The researchers at the Wyss Institute and Harvard School of Engineering are leaving no stone unturned. The team has managed to design a pair of robotic shorts that can push the limits of human endurance and change the face of wearable technology. They have been proven to enhance your running game by cutting an average marathon time from 9:14 to 8: 49. If this is true then it’s an impressive reduction and can be a turning point for athletes and consumers alike. So if you are one of the few who’s tried everything to improve your running time but just can’t seem to beat your personal best, then slipping into a pair of these robotic shorts might just be the key to boosting your performance.

These pair of shorts are actually an “exosuit” that applies force to the hip joint via thin, flexible wires and acts as additional set of hip extensor muscles applying force to the legs with each stride. These wires connect the exosuit to the back of the thighs and waist belt with an actuator that reduces the metabolic cost of running by as much as 5.4 percent.

The team arrived at the most effective system by asking subjects to run on a treadmill with two testing options: one that applied force starting at the point of maximum hip extension as seen in a regular running motion, and the second that applied force a little later, where the actuation unit pulled on the wires acting as a second pair of hip extensor muscles applying force to the legs with each stride and proving to be more efficient.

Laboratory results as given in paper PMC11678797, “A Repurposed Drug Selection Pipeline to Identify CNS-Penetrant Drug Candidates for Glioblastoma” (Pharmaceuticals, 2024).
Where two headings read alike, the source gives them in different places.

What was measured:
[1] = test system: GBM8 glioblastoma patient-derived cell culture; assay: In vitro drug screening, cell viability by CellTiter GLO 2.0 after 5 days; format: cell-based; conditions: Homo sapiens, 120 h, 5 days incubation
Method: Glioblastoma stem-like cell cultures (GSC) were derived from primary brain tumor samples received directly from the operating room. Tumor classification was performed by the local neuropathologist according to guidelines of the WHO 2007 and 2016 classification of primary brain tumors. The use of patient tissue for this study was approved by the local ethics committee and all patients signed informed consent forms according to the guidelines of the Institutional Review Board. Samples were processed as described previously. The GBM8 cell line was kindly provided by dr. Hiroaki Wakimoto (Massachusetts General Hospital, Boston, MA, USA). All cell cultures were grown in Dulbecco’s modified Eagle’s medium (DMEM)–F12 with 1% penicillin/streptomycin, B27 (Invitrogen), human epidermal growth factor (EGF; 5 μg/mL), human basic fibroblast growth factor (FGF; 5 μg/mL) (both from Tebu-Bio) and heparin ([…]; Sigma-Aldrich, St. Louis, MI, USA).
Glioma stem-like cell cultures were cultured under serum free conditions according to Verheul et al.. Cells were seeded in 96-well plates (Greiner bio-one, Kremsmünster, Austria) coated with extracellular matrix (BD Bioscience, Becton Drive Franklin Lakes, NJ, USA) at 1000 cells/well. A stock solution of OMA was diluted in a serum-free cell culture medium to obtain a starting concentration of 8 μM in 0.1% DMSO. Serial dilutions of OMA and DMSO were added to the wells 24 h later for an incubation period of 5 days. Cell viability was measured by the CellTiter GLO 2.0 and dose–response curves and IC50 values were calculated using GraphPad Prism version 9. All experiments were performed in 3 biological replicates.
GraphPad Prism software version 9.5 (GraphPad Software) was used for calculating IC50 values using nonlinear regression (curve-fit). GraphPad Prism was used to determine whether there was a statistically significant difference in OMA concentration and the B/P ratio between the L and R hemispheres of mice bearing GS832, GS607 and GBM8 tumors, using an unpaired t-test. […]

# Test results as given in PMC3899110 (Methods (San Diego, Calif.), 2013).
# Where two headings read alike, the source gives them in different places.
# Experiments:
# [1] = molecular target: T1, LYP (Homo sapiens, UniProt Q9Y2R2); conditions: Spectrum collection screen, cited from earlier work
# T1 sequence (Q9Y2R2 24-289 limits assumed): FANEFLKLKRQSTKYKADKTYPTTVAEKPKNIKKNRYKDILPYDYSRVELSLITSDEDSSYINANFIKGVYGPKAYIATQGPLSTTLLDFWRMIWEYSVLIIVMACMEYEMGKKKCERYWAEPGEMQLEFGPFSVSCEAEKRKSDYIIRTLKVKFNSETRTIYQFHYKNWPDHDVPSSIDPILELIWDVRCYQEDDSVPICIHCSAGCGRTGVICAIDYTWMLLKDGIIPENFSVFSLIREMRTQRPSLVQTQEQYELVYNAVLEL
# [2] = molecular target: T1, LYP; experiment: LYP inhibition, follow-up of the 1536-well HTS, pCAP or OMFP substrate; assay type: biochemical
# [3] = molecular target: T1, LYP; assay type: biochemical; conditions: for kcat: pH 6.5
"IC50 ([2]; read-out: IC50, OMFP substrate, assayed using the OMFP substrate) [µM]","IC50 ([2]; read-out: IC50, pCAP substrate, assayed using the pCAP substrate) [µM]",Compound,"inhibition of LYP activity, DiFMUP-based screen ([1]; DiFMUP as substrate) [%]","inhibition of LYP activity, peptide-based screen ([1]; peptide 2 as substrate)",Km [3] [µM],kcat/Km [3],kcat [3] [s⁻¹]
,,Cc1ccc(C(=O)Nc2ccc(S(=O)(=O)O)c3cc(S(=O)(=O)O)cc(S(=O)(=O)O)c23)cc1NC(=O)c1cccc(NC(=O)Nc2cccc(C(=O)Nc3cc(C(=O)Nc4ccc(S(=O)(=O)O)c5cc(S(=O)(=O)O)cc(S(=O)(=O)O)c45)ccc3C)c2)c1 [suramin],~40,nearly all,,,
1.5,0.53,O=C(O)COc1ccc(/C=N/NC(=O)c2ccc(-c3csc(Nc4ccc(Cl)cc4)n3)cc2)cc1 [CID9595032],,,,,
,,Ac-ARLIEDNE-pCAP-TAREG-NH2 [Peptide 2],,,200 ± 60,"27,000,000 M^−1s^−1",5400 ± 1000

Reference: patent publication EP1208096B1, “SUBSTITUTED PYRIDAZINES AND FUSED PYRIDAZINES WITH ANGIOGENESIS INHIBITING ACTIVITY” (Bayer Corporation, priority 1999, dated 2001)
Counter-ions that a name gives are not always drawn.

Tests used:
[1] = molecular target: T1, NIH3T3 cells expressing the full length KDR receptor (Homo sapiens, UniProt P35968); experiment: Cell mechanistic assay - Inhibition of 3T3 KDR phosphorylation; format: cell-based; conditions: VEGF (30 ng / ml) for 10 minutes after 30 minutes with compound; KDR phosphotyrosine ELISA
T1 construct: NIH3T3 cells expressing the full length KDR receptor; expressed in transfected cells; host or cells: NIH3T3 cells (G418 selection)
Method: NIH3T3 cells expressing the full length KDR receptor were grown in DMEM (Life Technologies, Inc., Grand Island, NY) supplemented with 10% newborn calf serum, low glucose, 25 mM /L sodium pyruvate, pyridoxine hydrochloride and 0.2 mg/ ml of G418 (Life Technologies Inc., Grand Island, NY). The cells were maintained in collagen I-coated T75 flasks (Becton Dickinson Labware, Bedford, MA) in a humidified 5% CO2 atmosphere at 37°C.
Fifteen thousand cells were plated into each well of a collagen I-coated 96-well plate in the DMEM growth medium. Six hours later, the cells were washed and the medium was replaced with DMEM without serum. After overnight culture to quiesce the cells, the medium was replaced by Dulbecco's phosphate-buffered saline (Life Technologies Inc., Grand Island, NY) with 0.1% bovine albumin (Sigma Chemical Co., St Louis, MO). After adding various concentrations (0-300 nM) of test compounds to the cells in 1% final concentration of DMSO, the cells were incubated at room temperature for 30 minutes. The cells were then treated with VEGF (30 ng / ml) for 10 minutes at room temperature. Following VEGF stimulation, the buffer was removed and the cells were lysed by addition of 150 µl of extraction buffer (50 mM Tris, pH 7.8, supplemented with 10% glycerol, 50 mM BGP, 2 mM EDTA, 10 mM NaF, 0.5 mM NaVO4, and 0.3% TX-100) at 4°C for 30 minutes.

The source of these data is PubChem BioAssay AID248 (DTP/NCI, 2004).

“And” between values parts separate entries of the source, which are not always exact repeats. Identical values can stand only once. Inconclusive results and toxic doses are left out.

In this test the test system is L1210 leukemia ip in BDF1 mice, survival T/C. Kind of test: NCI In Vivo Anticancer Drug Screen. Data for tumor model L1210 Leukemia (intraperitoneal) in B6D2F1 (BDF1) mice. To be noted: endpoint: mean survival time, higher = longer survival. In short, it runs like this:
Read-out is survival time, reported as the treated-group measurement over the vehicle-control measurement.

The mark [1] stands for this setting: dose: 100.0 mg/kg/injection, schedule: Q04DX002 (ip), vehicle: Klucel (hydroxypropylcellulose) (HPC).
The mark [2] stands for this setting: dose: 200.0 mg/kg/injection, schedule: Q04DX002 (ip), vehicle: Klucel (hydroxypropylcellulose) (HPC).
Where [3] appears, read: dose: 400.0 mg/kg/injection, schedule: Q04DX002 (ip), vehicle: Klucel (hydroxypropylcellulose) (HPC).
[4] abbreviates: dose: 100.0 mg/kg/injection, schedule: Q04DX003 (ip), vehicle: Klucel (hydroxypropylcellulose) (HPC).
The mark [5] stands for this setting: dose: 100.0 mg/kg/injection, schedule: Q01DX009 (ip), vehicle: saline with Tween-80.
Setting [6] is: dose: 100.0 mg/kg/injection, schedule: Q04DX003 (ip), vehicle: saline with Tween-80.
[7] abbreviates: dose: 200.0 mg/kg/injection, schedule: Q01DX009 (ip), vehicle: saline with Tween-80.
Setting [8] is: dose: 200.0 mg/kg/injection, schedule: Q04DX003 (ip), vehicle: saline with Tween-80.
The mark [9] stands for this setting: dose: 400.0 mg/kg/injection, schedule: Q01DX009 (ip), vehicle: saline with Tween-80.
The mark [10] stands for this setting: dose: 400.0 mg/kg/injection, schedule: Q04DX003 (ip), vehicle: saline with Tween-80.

While running being strapped to an exosuit seems like a faux pas, there’s still a long way to go to make this suit adaptable for running marathons. As of now, the actuator unit with all its motors, electronics, and power supply requires the runners to be tethered to it, and thus one will have to run being treadmill bound.

Although it is not up for grabs right now, the researchers are very optimistic about launching the real-world application of the suit. “Our goal is to develop a portable system with a high power-to-weight ratio so that the benefit of using the suit greatly offsets the cost of wearing it,” said lead study author Giuk Lee, in an interview with the Harvard Publication. “We believe this technology could augment the performance of recreational athletes and/or help with recovery after injury,” he adds.

Image Courtesy: Wyss Institute at Harvard University

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